Monday, October 21, 2013
Renowned scientist J. Craig Venter explains the new field of synthetic genomics, detailing its origins, current challenges and controversies, and projected effects on our lives. In 2010, scientists led by Venter became the first to successfully create “synthetic life,” and he looks at how it can lead to chemical and energy generation, health, clean water and food production, and possibly even our own evolution. In Life at the Speed of Light, Venter presents a study of this emerging field from the inside.
Monday, September 30, 2013
Amish and Mennonite communities are often perceived as being "anti-technology," but their relationship with technology is more nuanced than that. They examine what the technology is, what it offers and then decide whether to accept it in their lives. Call it the "Amish Algorithm."
Wednesday, August 21, 2013
Dr. Gilbert Welch is a general internist at the White River Junction, Vermont VA and a professor of Medicine at the Dartmouth Institute for Health Policy and Clinical Research. He's also the author of "Over-Diagnosed: Making People Sick in the Pursuit of Health" and joins The Takeaway to discuss when to use preventative medicine, and his suggestions for improving the annual checkup.
Monday, June 17, 2013
The Supreme Court is expected to hand down decisions today on one or more critical cases. Noah Feldman, Harvard law professor, Bloomberg View columnist and author of Cool War: The Future of Global Competition comments on last week's gene patent opinion and offers analysis of today's rulings.
Tuesday, May 14, 2013
In an op-ed piece for our partner The New York Times, actress and director Angelina Jolie announced that she recently underwent a double mastectomy after learning that she is a carrier of the BRCA1 breast cancer gene and was at high risk for developing the disease. Is her choice one that is available to all women?
Monday, July 16, 2012
In early August of 1945, Tsutomu Yamaguchi had a run of the worst luck imaginable. A double blast of radiation left his future, and the future of his descendants, in doubt. In this short: an utterly amazing survival story that spans ... well, 4 billion years when you get down to it.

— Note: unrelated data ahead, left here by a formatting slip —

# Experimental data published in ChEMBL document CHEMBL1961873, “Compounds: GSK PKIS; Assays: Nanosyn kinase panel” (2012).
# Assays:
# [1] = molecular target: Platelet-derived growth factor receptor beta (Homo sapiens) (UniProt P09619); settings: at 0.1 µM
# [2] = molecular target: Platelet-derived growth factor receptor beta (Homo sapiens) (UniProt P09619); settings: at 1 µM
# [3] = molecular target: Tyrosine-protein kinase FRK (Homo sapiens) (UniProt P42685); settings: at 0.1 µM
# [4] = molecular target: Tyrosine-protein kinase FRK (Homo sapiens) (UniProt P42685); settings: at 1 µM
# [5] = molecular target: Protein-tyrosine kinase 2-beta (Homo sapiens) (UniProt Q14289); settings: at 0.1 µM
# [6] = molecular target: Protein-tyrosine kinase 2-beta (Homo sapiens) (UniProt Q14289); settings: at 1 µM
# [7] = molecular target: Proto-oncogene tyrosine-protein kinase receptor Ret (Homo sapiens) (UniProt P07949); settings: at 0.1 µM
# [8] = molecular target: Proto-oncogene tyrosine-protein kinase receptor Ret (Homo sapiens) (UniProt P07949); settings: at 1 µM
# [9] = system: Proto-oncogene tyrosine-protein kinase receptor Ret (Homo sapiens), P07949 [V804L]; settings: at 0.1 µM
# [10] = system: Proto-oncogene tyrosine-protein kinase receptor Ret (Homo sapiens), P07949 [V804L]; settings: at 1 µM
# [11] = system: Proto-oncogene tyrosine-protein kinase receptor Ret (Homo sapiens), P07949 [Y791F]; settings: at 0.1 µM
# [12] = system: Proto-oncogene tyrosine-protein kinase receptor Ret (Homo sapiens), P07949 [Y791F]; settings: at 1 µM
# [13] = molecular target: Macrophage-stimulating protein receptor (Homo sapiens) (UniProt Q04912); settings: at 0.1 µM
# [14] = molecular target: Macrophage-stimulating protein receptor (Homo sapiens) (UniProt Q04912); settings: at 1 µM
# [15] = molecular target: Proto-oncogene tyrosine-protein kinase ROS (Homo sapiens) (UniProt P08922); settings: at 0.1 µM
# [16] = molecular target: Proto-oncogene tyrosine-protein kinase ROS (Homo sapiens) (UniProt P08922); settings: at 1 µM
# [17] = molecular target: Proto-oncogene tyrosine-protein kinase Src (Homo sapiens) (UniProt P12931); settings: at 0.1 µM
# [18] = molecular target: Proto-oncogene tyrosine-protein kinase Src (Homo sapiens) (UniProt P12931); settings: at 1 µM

Tuesday, March 01, 2011
Last year, New York City's 4th and 8th graders scored below both the state and national averages on a nationwide science exam. Just 13% of eighth-graders were deemed proficient in science on the National Assessment of Educational Progress. Every day over the next week, we'll take a few minutes to get to the bottom of some common science questions.
Today: Evolution and genes
Thursday, April 01, 2010
More than 4,300 human genes have been patented by private companies or academics. But yesterday, a Federal District Court in Manhattan ruled that Myriad, a biopharmaceutical company, could no longer hold the patent on several genes, including two that are closely associated with breast and ovarian cancer. The ruling has reignited an ethical debate over whether a gene - something that exists naturally and in every human - can become intellectual property.
Wednesday, March 31, 2010
UPDATED 6:15 p.m
Alex Goldmark here picking up the evening shift.
We're watching a few different stories in the running for tomorrow's show. First up, is a nagging curiosity we've had for a few days now. A smattering of local press a few days back labelled Memphis the hunger capital of America. We're finding out why Memphis stands out.
It occured to us that if it is such an enormous undertaking to pull off the US census, what is it like in India where they have more than a billion people? Well it takes more than two million census workers for one.
And we'll have another installment of our value series with Farai Chideya looking at how the changing economy has changed people's moral outlook in some way.